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The string class is one of the most common complex classes you'll use in Java. The string class has a special characteristic, it's immutable. This means that when you set a value of a string object that value cannot be changed. Now it might seem like you can change it. Let's take some very simple code, I have declared a string called s1 and given it a value of Welcome, I'll place the cursor on the next line and say s1 = s1+ "to California!"; you could also write this code using the += operator, either way it looks like you're appending to an existing value and simply changing the value of an existing variable.
Then I'll output the value of that variable to the screen using System.out.println, and I'll parse in s1 and I'll Run the application and everything looks like it's working just fine, but it's not so great in the background. What's really happening is that when you append a value or otherwise change the value of the string variable, you're actually creating a new instance of the string class, and you're abandoning the reference to the old object. That old object is still out there in memory; it becomes eligible for garbage collection.
But in fact, you're using more memory than you need to or should. You won't see this behaviorally in your applications, the issue only becomes apparent when you're trying to tune your applications in a small memory environment, or you're working with very large scale applications. But because this is a universal issue in Java, it's good to know how to deal with it from the beginning. Java provides two utility classes called StringBuffer and StringBuilder, these two classes have the same API or programming interface, and they both implement the same methods named insert and append.
The insert method can be used to insert text into a string at either the beginning or any other position in the string. And the append method can be used to append text to a string. You can use either the StringBuilder or the StringBuffer in most environments, but in general, the StringBuilder is more slender, it takes less memory and resources, but it's only good for single threaded environments. StringBuffer should be used where you need to synchronize the use of a string among multiple threads. If you're new to Java don't worry about it, just use StringBuilder until you find out you have to StringBuffer.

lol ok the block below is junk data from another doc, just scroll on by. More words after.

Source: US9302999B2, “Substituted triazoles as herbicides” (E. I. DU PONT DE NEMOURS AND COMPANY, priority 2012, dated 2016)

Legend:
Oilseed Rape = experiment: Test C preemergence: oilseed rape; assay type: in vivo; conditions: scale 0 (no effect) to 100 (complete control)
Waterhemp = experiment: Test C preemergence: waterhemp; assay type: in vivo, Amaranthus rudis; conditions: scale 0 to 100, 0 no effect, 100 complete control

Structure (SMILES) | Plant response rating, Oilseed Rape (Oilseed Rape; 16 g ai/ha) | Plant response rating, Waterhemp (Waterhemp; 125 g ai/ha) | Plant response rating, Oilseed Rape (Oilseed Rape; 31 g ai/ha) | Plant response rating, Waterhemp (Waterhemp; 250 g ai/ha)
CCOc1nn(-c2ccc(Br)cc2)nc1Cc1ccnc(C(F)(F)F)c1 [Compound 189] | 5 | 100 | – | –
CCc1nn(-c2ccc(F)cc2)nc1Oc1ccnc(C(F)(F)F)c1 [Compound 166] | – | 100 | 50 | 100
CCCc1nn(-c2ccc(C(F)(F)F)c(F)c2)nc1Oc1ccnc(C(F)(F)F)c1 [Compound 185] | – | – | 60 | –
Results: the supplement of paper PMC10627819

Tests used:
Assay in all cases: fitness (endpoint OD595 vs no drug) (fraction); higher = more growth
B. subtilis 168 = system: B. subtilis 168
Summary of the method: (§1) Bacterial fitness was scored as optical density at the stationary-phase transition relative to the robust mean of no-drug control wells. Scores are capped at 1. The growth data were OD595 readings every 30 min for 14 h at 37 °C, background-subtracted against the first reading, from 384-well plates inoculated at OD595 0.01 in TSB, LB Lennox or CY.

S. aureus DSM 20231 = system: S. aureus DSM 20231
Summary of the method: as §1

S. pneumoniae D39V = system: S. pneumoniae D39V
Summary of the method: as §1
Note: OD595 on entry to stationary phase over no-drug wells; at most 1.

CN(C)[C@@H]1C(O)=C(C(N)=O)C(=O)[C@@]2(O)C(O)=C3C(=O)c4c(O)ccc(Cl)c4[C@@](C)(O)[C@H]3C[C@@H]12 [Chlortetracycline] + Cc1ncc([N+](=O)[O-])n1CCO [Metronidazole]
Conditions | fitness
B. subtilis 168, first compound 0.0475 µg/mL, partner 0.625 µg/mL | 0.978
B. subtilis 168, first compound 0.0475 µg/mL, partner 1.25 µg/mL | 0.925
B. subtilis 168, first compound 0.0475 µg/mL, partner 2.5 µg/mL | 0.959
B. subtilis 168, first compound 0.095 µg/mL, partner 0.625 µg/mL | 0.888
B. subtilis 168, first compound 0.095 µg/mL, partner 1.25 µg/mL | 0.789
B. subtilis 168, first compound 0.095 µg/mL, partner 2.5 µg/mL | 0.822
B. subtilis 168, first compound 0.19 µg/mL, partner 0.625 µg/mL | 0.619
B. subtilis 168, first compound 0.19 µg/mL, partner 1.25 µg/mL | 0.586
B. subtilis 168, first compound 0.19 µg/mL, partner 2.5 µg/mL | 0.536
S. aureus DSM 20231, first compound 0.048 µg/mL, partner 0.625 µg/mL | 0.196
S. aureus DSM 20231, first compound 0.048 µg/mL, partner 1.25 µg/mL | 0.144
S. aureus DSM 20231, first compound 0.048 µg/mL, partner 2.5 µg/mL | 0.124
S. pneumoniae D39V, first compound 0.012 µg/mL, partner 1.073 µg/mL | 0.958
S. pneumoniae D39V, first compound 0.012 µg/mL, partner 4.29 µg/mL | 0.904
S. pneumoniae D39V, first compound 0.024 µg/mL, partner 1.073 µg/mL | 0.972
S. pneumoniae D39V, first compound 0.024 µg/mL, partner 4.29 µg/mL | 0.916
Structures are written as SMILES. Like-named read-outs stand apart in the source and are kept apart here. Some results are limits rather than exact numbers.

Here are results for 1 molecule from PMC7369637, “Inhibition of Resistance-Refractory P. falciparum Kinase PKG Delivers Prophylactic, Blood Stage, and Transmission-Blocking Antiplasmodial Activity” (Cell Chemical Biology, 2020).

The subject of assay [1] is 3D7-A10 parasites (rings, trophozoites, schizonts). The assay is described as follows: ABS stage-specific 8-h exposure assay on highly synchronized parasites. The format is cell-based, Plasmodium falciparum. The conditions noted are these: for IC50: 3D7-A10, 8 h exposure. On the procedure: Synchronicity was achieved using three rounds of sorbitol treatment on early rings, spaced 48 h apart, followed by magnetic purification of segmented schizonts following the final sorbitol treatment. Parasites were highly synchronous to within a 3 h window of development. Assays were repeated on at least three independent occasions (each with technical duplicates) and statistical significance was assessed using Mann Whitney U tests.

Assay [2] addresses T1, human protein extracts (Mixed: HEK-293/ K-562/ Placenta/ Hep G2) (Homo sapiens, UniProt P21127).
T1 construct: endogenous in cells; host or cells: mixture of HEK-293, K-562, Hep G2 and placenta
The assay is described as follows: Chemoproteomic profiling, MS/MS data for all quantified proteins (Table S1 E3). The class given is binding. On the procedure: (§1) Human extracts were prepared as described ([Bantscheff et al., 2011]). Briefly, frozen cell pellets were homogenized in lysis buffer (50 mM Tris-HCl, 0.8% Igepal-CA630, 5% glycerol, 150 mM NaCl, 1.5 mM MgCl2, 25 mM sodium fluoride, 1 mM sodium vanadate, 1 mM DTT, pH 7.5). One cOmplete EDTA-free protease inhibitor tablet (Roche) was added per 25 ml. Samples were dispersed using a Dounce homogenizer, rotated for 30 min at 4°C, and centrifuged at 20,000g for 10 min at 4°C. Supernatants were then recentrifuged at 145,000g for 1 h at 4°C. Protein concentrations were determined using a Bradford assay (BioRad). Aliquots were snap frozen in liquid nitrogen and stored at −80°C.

So here is an example of how you might use StringBuilder. I'm going to take this little bit of code out and leave myself with the simple s1 variable and then after I've created the initial string, I'll create another variable named StringBuilder, notice that StringBuilder and StringBuffer are both members of the package java.lang, so they're always available to your code. So I'll declare the variable StringBuilder and I'll name sb and I'll instantiate it using new StringBuilder, I'll place the cursor inside the parentheses and press Ctrl+Space and show you the different ways that you can create a StringBuilder.
You can either call the constructor method with no arguments or with some of these other settings, but the one I'm going to use is an initial string and I'll parse in s1. So now my StringBuilder class is being created and it's been populated with that initial value. Now to append a value, I'll call sb. append and I'll parse in that appended value that I used before, "to California!" and I'll change my print line command to output sb, the StringBuilder. I'll Run the application and I get the same result.
Whenever you're working with strings that you need to manipulate, either adding text or inserting text, use the StringBuilder class instead of a simple string, you'll create fewer objects and you'll conserve memory.
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